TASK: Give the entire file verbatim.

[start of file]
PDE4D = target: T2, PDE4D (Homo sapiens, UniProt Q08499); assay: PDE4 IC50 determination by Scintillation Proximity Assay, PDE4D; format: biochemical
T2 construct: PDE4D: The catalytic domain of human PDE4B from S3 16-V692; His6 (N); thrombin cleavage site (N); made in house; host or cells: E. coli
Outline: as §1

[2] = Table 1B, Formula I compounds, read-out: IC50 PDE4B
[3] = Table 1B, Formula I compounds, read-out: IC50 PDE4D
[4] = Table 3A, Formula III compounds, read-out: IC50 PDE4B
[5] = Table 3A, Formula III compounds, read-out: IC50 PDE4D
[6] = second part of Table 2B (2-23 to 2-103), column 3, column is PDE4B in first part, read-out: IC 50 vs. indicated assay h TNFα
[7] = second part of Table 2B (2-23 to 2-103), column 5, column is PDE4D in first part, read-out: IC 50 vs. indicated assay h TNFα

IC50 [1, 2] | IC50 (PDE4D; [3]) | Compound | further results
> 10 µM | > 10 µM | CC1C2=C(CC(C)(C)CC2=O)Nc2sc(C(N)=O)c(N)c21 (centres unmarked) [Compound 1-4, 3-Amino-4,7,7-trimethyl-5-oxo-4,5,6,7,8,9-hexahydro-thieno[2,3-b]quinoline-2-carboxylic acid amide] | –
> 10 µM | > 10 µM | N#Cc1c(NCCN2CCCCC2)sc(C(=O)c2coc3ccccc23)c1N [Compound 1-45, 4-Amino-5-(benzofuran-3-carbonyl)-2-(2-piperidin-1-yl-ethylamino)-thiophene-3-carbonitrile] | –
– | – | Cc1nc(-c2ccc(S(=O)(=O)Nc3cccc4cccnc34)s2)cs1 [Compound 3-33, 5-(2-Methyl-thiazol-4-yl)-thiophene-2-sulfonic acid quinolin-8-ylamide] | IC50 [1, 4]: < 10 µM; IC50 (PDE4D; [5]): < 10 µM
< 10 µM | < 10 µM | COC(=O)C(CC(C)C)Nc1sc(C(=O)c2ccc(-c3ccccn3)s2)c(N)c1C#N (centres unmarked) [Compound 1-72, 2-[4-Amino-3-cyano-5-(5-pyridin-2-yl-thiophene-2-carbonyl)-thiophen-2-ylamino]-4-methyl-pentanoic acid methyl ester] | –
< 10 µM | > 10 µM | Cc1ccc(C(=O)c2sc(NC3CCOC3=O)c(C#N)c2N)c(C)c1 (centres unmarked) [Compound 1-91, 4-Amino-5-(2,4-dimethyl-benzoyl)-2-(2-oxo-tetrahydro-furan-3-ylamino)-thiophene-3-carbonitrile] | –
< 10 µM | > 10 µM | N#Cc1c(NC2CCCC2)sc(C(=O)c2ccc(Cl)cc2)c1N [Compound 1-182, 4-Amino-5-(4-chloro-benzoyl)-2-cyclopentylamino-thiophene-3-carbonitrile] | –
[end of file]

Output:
PDE4D = target: T2, PDE4D (Homo sapiens, UniProt Q08499); assay: PDE4 IC50 determination by Scintillation Proximity Assay, PDE4D; format: biochemical
T2 construct: PDE4D: The catalytic domain of human PDE4B from S3 16-V692; His6 (N); thrombin cleavage site (N); made in house; host or cells: E. coli
Outline: as §1

[2] = Table 1B, Formula I compounds, read-out: IC50 PDE4B
[3] = Table 1B, Formula I compounds, read-out: IC50 PDE4D
[4] = Table 3A, Formula III compounds, read-out: IC50 PDE4B
[5] = Table 3A, Formula III compounds, read-out: IC50 PDE4D
[6] = second part of Table 2B (2-23 to 2-103), column 3, column is PDE4B in first part, read-out: IC 50 vs. indicated assay h TNFα
[7] = second part of Table 2B (2-23 to 2-103), column 5, column is PDE4D in first part, read-out: IC 50 vs. indicated assay h TNFα

IC50 [1, 2] | IC50 (PDE4D; [3]) | Compound | further results
> 10 µM | > 10 µM | CC1C2=C(CC(C)(C)CC2=O)Nc2sc(C(N)=O)c(N)c21 (centres unmarked) [Compound 1-4, 3-Amino-4,7,7-trimethyl-5-oxo-4,5,6,7,8,9-hexahydro-thieno[2,3-b]quinoline-2-carboxylic acid amide] | –
> 10 µM | > 10 µM | N#Cc1c(NCCN2CCCCC2)sc(C(=O)c2coc3ccccc23)c1N [Compound 1-45, 4-Amino-5-(benzofuran-3-carbonyl)-2-(2-piperidin-1-yl-ethylamino)-thiophene-3-carbonitrile] | –
– | – | Cc1nc(-c2ccc(S(=O)(=O)Nc3cccc4cccnc34)s2)cs1 [Compound 3-33, 5-(2-Methyl-thiazol-4-yl)-thiophene-2-sulfonic acid quinolin-8-ylamide] | IC50 [1, 4]: < 10 µM; IC50 (PDE4D; [5]): < 10 µM
< 10 µM | < 10 µM | COC(=O)C(CC(C)C)Nc1sc(C(=O)c2ccc(-c3ccccn3)s2)c(N)c1C#N (centres unmarked) [Compound 1-72, 2-[4-Amino-3-cyano-5-(5-pyridin-2-yl-thiophene-2-carbonyl)-thiophen-2-ylamino]-4-methyl-pentanoic acid methyl ester] | –
< 10 µM | > 10 µM | Cc1ccc(C(=O)c2sc(NC3CCOC3=O)c(C#N)c2N)c(C)c1 (centres unmarked) [Compound 1-91, 4-Amino-5-(2,4-dimethyl-benzoyl)-2-(2-oxo-tetrahydro-furan-3-ylamino)-thiophene-3-carbonitrile] | –
< 10 µM | > 10 µM | N#Cc1c(NC2CCCC2)sc(C(=O)c2ccc(Cl)cc2)c1N [Compound 1-182, 4-Amino-5-(4-chloro-benzoyl)-2-cyclopentylamino-thiophene-3-carbonitrile] | –